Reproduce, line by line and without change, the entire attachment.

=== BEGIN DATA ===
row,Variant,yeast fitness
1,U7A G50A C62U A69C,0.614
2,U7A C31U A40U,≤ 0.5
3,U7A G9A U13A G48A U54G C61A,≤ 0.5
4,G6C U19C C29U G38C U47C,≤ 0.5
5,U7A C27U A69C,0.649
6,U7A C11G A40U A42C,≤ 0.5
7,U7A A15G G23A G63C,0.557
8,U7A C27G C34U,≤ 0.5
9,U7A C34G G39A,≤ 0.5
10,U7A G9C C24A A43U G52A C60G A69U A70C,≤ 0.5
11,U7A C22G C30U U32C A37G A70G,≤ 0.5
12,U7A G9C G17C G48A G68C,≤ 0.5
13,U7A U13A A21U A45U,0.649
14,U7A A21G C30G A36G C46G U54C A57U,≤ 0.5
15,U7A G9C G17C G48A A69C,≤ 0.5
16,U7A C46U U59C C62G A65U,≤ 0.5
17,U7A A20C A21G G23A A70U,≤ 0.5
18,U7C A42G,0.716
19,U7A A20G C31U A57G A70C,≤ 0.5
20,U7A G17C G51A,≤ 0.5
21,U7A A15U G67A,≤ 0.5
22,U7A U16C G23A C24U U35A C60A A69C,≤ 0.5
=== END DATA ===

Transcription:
row,Variant,yeast fitness
1,U7A G50A C62U A69C,0.614
2,U7A C31U A40U,≤ 0.5
3,U7A G9A U13A G48A U54G C61A,≤ 0.5
4,G6C U19C C29U G38C U47C,≤ 0.5
5,U7A C27U A69C,0.649
6,U7A C11G A40U A42C,≤ 0.5
7,U7A A15G G23A G63C,0.557
8,U7A C27G C34U,≤ 0.5
9,U7A C34G G39A,≤ 0.5
10,U7A G9C C24A A43U G52A C60G A69U A70C,≤ 0.5
11,U7A C22G C30U U32C A37G A70G,≤ 0.5
12,U7A G9C G17C G48A G68C,≤ 0.5
13,U7A U13A A21U A45U,0.649
14,U7A A21G C30G A36G C46G U54C A57U,≤ 0.5
15,U7A G9C G17C G48A A69C,≤ 0.5
16,U7A C46U U59C C62G A65U,≤ 0.5
17,U7A A20C A21G G23A A70U,≤ 0.5
18,U7C A42G,0.716
19,U7A A20G C31U A57G A70C,≤ 0.5
20,U7A G17C G51A,≤ 0.5
21,U7A A15U G67A,≤ 0.5
22,U7A U16C G23A C24U U35A C60A A69C,≤ 0.5